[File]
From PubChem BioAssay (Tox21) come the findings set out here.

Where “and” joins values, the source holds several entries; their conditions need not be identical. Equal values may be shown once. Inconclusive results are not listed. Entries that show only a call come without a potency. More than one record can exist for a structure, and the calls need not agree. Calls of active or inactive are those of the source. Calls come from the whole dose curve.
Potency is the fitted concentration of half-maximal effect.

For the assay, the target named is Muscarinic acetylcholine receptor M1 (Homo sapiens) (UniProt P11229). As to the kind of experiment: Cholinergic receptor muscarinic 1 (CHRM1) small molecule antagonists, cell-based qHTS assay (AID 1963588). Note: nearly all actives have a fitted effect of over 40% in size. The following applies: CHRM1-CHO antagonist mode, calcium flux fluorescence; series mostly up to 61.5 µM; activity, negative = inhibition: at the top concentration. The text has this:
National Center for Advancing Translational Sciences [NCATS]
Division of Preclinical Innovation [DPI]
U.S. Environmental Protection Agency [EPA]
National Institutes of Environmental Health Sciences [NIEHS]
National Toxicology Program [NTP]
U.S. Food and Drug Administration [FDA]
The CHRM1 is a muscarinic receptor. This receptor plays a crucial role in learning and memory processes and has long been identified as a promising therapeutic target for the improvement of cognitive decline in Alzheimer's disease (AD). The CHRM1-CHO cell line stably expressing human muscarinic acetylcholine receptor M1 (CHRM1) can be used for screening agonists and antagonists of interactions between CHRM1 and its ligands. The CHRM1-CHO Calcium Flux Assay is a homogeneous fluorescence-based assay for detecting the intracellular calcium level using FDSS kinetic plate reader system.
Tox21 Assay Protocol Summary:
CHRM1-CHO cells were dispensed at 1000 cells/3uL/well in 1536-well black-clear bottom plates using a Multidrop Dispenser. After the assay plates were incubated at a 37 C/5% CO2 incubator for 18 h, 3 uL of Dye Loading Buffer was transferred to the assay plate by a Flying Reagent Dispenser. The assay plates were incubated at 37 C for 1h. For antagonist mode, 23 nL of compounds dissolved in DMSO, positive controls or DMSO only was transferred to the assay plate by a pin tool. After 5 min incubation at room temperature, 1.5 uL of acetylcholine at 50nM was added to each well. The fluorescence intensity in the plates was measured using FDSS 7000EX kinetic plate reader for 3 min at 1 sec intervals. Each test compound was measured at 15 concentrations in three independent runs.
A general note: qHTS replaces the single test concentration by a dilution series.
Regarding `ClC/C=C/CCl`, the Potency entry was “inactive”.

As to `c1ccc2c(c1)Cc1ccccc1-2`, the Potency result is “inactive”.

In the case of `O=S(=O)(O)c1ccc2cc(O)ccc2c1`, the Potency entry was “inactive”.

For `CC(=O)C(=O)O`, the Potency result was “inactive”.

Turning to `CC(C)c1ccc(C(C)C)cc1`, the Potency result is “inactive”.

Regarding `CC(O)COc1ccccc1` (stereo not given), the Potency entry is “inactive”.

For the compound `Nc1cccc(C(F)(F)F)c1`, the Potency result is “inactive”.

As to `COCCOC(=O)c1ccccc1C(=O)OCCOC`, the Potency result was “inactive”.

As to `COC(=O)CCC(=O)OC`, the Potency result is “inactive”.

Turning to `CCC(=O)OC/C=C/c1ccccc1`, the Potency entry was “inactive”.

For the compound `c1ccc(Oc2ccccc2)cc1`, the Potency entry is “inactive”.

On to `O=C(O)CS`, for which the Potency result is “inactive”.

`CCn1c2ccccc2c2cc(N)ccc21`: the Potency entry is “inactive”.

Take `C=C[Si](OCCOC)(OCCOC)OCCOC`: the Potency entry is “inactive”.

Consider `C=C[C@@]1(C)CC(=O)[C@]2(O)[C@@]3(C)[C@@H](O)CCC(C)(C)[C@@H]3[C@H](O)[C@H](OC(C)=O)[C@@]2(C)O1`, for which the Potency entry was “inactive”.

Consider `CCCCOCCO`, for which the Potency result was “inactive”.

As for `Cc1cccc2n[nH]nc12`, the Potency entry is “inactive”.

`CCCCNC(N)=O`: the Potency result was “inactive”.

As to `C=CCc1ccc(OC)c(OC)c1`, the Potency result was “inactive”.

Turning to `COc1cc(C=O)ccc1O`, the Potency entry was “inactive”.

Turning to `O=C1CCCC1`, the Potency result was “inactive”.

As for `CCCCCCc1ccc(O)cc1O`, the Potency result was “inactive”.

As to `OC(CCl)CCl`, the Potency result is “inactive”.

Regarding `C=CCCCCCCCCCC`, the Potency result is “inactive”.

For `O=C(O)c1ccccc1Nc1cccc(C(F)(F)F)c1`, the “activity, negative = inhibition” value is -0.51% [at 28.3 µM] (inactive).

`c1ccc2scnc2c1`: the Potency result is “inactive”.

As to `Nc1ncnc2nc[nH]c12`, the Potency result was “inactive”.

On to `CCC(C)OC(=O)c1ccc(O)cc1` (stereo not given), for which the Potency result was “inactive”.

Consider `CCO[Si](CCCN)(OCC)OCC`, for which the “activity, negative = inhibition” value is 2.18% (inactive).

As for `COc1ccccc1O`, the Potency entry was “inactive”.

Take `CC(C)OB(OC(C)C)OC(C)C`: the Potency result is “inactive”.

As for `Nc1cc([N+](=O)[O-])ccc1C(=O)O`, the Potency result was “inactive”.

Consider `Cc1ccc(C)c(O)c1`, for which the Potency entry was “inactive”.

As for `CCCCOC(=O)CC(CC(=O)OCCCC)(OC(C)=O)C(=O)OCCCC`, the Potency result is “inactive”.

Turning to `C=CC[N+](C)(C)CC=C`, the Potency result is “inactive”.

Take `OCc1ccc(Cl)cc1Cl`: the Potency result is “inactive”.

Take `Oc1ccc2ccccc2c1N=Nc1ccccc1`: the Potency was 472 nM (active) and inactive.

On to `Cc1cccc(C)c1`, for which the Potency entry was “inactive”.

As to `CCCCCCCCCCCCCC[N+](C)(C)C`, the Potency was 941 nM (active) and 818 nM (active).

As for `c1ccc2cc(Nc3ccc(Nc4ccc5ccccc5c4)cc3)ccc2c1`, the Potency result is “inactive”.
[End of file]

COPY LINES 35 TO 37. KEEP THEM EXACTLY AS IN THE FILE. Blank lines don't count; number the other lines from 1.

Turning to `O=C1CCCC1`, the Potency result was “inactive”.

As for `CCCCCCc1ccc(O)cc1O`, the Potency result was “inactive”.

As to `OC(CCl)CCl`, the Potency result is “inactive”.